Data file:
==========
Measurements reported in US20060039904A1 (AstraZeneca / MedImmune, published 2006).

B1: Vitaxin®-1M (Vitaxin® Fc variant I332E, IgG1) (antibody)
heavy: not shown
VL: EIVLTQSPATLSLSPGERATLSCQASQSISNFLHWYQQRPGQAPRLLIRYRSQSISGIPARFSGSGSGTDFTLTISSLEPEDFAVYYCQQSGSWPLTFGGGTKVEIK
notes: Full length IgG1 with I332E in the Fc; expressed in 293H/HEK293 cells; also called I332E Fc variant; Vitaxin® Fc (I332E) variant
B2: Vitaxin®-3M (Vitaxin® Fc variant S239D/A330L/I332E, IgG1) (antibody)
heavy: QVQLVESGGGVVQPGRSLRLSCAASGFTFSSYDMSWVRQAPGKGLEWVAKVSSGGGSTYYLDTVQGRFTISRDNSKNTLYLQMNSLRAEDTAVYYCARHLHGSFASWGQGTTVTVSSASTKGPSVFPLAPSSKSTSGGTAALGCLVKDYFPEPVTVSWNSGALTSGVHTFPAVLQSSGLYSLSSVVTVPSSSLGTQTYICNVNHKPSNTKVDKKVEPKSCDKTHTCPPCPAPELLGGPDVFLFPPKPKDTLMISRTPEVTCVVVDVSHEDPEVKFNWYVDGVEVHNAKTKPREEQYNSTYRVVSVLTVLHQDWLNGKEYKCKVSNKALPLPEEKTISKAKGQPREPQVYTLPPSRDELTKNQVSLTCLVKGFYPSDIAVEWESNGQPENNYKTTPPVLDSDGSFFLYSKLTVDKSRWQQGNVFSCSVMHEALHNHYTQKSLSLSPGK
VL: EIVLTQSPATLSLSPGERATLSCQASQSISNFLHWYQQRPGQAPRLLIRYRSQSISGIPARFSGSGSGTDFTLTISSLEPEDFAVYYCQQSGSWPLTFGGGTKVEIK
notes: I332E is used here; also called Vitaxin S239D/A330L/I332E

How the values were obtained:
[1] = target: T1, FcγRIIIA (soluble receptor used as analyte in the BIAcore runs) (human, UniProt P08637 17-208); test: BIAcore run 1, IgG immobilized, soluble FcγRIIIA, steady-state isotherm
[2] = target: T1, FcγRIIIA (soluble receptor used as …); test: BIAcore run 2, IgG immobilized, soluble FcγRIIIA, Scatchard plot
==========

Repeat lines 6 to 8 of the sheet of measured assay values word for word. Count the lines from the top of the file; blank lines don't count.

B2: Vitaxin®-3M (Vitaxin® Fc variant S239D/A330L/I332E, IgG1) (antibody)
heavy: QVQLVESGGGVVQPGRSLRLSCAASGFTFSSYDMSWVRQAPGKGLEWVAKVSSGGGSTYYLDTVQGRFTISRDNSKNTLYLQMNSLRAEDTAVYYCARHLHGSFASWGQGTTVTVSSASTKGPSVFPLAPSSKSTSGGTAALGCLVKDYFPEPVTVSWNSGALTSGVHTFPAVLQSSGLYSLSSVVTVPSSSLGTQTYICNVNHKPSNTKVDKKVEPKSCDKTHTCPPCPAPELLGGPDVFLFPPKPKDTLMISRTPEVTCVVVDVSHEDPEVKFNWYVDGVEVHNAKTKPREEQYNSTYRVVSVLTVLHQDWLNGKEYKCKVSNKALPLPEEKTISKAKGQPREPQVYTLPPSRDELTKNQVSLTCLVKGFYPSDIAVEWESNGQPENNYKTTPPVLDSDGSFFLYSKLTVDKSRWQQGNVFSCSVMHEALHNHYTQKSLSLSPGK
VL: EIVLTQSPATLSLSPGERATLSCQASQSISNFLHWYQQRPGQAPRLLIRYRSQSISGIPARFSGSGSGTDFTLTISSLEPEDFAVYYCQQSGSWPLTFGGGTKVEIK